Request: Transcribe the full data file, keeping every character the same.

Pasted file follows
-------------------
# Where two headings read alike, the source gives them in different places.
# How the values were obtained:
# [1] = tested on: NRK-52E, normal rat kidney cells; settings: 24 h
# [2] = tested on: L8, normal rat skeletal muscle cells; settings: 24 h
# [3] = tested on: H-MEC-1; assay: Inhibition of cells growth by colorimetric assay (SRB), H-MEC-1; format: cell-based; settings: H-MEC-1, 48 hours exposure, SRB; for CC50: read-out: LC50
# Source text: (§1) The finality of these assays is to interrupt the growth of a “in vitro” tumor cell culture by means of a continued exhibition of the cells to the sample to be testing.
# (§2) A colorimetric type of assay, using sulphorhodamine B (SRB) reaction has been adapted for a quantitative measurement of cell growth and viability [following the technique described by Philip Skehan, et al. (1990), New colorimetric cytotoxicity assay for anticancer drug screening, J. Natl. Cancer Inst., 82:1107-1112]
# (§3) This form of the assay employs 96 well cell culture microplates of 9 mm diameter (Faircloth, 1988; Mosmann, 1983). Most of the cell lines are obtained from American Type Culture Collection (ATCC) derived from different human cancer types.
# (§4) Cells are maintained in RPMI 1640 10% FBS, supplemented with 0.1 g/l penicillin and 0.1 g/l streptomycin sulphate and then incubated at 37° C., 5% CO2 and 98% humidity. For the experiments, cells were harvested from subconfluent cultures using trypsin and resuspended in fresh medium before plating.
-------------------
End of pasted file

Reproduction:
# Where two headings read alike, the source gives them in different places.
# How the values were obtained:
# [1] = tested on: NRK-52E, normal rat kidney cells; settings: 24 h
# [2] = tested on: L8, normal rat skeletal muscle cells; settings: 24 h
# [3] = tested on: H-MEC-1; assay: Inhibition of cells growth by colorimetric assay (SRB), H-MEC-1; format: cell-based; settings: H-MEC-1, 48 hours exposure, SRB; for CC50: read-out: LC50
# Source text: (§1) The finality of these assays is to interrupt the growth of a “in vitro” tumor cell culture by means of a continued exhibition of the cells to the sample to be testing.
# (§2) A colorimetric type of assay, using sulphorhodamine B (SRB) reaction has been adapted for a quantitative measurement of cell growth and viability [following the technique described by Philip Skehan, et al. (1990), New colorimetric cytotoxicity assay for anticancer drug screening, J. Natl. Cancer Inst., 82:1107-1112]
# (§3) This form of the assay employs 96 well cell culture microplates of 9 mm diameter (Faircloth, 1988; Mosmann, 1983). Most of the cell lines are obtained from American Type Culture Collection (ATCC) derived from different human cancer types.
# (§4) Cells are maintained in RPMI 1640 10% FBS, supplemented with 0.1 g/l penicillin and 0.1 g/l streptomycin sulphate and then incubated at 37° C., 5% CO2 and 98% humidity. For the experiments, cells were harvested from subconfluent cultures using trypsin and resuspended in fresh medium before plating.